DROWNING POOL: 'Turn So Cold' Video To Debut This Wednesday

"Turn So Cold", the new video from Texas heavy rockers DROWNING POOL, will make its online debut this Wednesday, June 9. The clip was directed by Matt Cooper, whose resume includes pieces for JET, THE FEDS and THE PHUSS, as well as the last DROWNING POOL video, "Feel Like I Do".

Behind-the-scenes footage from the "Turn So Cold" video shoot can be viewed below.

DROWNING POOL's new, self titled fourth full-length album was released in April via Eleven Seven Music. The CD's first single, "Feel Like I Do", blasts out a chorus that challenges you to shout aloud with fist in the air. Given its bombastic nature, the song is primed to be blaring out of stereos everywhere now that it has hit airwaves. For vocalist Ryan McCombs, "Feel Like I Do" possesses a deep meaning. "So many fans come up to me and say, 'Your song helped me get through what I was going through,'" he says. "We all go through the trials and tribulations of living. This song says, 'We've all felt this way, let's just embrace it and go with it.' Acknowledge the fact that life's rough, but it's nothing we all haven't gotten through before and we'll get through it again. It's going to be fine. Keep that smile on!"

DROWNING POOL recorded the new album at House of Loud (BREAKING BENJAMIN, PARAMORE) with Kato Khandwala producing and David Bendeth mixing. Kato and David brought the band's sound to another level. Drummer Mike Luce excitedly explains, "Sonically, 'Drowning Pool' squashes anything we've ever done. This record is really diverse too. There's some material that could've been taken right off 'Sinner', and there's some new stuff that goes beyond all expectations of this band. I can't wait for people to sink their teeth into it."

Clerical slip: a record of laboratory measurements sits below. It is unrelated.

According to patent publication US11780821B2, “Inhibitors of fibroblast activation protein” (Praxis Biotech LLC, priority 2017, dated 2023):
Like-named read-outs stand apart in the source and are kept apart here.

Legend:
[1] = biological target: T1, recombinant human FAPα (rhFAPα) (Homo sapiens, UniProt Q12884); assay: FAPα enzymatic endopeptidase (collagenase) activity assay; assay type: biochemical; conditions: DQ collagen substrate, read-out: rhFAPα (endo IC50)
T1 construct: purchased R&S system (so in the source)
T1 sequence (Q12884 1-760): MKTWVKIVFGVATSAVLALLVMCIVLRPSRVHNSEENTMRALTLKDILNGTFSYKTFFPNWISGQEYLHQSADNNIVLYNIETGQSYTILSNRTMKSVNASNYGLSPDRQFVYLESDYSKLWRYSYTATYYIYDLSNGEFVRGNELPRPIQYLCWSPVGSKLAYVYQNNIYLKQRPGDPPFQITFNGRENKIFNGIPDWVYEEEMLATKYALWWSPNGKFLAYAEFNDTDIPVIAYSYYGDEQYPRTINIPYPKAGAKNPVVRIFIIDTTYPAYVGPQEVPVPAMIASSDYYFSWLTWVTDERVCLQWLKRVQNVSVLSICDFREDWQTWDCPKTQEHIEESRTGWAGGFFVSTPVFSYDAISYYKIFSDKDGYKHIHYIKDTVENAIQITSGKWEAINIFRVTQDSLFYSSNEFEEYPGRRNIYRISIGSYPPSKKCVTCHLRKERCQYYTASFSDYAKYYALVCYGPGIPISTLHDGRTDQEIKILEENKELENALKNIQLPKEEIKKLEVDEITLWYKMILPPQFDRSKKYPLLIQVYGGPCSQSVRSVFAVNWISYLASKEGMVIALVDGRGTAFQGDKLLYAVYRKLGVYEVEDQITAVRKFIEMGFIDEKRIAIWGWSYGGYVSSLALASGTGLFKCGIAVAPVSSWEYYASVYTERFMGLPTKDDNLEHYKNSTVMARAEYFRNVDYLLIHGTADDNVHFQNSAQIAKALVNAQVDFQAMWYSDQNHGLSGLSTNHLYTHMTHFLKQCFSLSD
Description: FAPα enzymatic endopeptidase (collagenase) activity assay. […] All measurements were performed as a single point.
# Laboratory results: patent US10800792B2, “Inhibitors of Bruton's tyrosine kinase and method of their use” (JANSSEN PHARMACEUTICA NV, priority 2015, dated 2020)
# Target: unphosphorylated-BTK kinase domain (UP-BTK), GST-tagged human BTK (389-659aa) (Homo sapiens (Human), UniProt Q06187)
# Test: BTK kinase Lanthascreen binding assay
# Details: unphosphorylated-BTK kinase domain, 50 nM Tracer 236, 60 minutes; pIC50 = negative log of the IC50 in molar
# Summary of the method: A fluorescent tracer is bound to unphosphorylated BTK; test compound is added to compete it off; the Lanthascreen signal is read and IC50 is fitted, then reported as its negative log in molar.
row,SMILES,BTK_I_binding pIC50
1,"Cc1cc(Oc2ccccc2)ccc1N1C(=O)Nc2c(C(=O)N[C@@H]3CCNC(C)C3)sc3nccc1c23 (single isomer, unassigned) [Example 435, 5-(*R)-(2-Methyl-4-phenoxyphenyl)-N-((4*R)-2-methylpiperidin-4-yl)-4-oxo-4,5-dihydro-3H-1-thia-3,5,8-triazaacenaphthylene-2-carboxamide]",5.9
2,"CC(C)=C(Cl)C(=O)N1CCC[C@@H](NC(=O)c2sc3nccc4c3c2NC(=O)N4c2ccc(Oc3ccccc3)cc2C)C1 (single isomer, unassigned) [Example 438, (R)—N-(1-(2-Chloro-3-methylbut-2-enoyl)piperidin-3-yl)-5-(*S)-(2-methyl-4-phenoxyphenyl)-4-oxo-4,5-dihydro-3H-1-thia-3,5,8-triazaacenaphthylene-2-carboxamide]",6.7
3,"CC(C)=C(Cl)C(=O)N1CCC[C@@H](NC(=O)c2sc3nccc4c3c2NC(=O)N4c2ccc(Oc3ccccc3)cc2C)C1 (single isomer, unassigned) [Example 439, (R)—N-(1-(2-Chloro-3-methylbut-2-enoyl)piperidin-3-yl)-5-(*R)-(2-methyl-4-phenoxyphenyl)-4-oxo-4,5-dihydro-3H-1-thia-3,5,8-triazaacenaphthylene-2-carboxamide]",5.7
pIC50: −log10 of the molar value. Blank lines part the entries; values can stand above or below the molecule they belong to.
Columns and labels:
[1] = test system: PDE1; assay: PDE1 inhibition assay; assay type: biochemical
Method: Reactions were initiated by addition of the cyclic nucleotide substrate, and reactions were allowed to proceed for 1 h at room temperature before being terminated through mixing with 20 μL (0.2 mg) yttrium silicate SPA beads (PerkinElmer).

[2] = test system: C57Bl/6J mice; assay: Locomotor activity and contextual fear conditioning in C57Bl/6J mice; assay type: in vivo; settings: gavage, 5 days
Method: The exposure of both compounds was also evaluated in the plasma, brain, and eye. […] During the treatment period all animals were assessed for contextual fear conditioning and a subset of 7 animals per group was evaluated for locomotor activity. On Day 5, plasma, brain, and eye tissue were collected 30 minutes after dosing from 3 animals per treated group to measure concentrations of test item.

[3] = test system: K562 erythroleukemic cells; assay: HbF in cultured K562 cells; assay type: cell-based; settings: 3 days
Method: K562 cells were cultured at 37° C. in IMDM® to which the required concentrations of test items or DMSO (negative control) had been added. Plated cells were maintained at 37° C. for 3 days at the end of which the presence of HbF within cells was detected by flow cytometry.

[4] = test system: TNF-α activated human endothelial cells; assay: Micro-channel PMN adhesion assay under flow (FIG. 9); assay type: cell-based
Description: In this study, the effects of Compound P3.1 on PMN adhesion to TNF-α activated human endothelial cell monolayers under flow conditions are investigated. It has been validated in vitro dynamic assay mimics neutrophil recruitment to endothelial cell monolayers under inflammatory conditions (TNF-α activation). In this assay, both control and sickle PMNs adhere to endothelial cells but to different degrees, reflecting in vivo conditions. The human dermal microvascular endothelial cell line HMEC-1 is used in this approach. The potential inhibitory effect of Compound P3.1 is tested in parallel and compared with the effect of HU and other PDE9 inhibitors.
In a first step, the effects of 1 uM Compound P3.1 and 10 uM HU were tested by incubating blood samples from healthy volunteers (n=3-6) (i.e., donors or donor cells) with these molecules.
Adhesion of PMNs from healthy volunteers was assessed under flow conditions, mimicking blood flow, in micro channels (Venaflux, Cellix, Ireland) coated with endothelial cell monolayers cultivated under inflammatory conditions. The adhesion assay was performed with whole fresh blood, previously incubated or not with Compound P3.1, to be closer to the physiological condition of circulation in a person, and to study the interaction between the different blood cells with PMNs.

One of the album's standouts, "Over My Head", draws inspiration directly from McCombs's bond with his father. "I originally wrote those lyrics about my significant other," says the singer. "When my dad passed away, I realized the song was a lot deeper than just a romantic relationship. That song means so much to me in terms of my relationship with my father. When I dropped out of college to pursue music, he didn't question it. If we played a show within a four-hour drive of Indiana, he would get in the car and drive there and spend the whole day with me wherever that was. He was so proud of what I was doing and what I had accomplished. That song turned into such an emotionally focused song, as I went through losing him. He was the greatest father that anybody could ever ask for."

Tags:

Posted in: News

COMMENTS

To comment on a BLABBERMOUTH.NET story or review, you must be logged in to an active personal account on Facebook. Once you're logged in, you will be able to comment. User comments or postings do not reflect the viewpoint of BLABBERMOUTH.NET and BLABBERMOUTH.NET does not endorse, or guarantee the accuracy of, any user comment. To report spam or any abusive, obscene, defamatory, racist, homophobic or threatening comments, or anything that may violate any applicable laws, use the "Report to Facebook" and "Mark as spam" links that appear next to the comments themselves. To do so, click the downward arrow on the top-right corner of the Facebook comment (the arrow is invisible until you roll over it) and select the appropriate action. You can also send an e-mail to blabbermouthinbox(@)gmail.com with pertinent details. BLABBERMOUTH.NET reserves the right to "hide" comments that may be considered offensive, illegal or inappropriate and to "ban" users that violate the site's Terms Of Service. Hidden comments will still appear to the user and to the user's Facebook friends. If a new comment is published from a "banned" user or contains a blacklisted word, this comment will automatically have limited visibility (the "banned" user's comments will only be visible to the user and the user's Facebook friends).